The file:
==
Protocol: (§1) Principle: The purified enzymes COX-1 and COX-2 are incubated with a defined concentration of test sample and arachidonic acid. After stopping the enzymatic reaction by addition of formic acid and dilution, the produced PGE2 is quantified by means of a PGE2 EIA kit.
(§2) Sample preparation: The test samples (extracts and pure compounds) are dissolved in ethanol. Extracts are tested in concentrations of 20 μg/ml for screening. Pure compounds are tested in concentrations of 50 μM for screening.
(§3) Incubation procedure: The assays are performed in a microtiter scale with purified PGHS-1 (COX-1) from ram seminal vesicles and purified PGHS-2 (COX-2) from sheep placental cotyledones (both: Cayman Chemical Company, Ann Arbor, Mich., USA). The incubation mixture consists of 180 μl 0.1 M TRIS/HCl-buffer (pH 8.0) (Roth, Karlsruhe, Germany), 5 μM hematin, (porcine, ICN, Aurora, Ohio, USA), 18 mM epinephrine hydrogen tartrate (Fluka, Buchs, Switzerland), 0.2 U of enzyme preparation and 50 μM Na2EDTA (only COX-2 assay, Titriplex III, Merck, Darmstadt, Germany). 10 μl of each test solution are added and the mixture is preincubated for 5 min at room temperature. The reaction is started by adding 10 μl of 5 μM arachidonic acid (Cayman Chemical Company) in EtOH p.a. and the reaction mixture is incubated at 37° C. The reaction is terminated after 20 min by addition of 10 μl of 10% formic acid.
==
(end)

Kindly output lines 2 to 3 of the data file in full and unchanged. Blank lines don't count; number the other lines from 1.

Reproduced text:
(§2) Sample preparation: The test samples (extracts and pure compounds) are dissolved in ethanol. Extracts are tested in concentrations of 20 μg/ml for screening. Pure compounds are tested in concentrations of 50 μM for screening.
(§3) Incubation procedure: The assays are performed in a microtiter scale with purified PGHS-1 (COX-1) from ram seminal vesicles and purified PGHS-2 (COX-2) from sheep placental cotyledones (both: Cayman Chemical Company, Ann Arbor, Mich., USA). The incubation mixture consists of 180 μl 0.1 M TRIS/HCl-buffer (pH 8.0) (Roth, Karlsruhe, Germany), 5 μM hematin, (porcine, ICN, Aurora, Ohio, USA), 18 mM epinephrine hydrogen tartrate (Fluka, Buchs, Switzerland), 0.2 U of enzyme preparation and 50 μM Na2EDTA (only COX-2 assay, Titriplex III, Merck, Darmstadt, Germany). 10 μl of each test solution are added and the mixture is preincubated for 5 min at room temperature. The reaction is started by adding 10 μl of 5 μM arachidonic acid (Cayman Chemical Company) in EtOH p.a. and the reaction mixture is incubated at 37° C. The reaction is terminated after 20 min by addition of 10 μl of 10% formic acid.